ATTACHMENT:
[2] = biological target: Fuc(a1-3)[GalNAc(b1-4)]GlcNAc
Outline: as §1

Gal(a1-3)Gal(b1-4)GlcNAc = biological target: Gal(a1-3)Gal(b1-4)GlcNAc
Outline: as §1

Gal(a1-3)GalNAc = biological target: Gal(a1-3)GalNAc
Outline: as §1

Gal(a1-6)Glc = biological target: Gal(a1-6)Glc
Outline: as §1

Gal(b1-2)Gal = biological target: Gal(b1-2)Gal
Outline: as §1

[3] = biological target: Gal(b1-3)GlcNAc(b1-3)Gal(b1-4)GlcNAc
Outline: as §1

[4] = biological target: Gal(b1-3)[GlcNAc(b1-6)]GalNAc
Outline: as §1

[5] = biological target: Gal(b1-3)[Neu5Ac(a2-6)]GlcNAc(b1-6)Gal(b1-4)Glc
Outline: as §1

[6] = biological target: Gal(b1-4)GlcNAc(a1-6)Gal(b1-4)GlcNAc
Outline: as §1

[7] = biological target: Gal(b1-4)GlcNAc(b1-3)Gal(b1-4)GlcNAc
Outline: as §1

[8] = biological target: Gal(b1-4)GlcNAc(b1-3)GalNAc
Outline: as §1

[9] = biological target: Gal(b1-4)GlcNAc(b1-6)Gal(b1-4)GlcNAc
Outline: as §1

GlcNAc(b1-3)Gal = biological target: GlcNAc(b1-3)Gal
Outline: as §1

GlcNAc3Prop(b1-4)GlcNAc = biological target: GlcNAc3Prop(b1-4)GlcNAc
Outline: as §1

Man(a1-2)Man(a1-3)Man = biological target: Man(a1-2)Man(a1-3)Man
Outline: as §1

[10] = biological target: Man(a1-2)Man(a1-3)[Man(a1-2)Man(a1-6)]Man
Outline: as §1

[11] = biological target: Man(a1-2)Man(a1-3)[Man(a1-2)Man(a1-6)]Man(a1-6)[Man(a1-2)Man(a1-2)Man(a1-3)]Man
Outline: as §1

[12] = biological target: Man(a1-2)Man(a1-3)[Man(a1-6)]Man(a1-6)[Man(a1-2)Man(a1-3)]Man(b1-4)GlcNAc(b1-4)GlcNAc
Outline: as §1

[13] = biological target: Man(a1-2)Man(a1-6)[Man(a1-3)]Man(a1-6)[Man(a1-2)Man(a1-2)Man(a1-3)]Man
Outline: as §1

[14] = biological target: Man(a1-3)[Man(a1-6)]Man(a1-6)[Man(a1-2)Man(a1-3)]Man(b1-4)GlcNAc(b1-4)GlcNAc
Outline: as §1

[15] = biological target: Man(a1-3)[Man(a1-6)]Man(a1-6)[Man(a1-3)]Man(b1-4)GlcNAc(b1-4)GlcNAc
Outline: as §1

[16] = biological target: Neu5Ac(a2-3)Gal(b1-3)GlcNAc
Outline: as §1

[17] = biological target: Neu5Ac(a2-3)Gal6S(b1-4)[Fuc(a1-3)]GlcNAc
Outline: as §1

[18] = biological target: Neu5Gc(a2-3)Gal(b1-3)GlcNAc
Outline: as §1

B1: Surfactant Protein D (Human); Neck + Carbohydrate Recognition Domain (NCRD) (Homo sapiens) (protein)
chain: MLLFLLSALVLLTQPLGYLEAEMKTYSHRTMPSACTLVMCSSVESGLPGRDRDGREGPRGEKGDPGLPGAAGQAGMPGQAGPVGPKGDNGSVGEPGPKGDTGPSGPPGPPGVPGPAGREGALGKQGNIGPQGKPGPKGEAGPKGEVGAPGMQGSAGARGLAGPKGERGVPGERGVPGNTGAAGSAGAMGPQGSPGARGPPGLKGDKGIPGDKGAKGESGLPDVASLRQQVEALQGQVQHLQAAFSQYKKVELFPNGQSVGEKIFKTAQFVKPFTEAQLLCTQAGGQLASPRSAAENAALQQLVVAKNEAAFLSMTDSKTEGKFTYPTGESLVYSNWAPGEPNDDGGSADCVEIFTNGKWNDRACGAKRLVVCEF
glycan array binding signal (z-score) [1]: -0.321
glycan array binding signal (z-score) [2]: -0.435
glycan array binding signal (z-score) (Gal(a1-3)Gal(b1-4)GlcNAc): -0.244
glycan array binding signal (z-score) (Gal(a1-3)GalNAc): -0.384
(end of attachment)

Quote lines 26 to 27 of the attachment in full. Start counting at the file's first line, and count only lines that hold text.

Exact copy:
Outline: as §1

GlcNAc3Prop(b1-4)GlcNAc = biological target: GlcNAc3Prop(b1-4)GlcNAc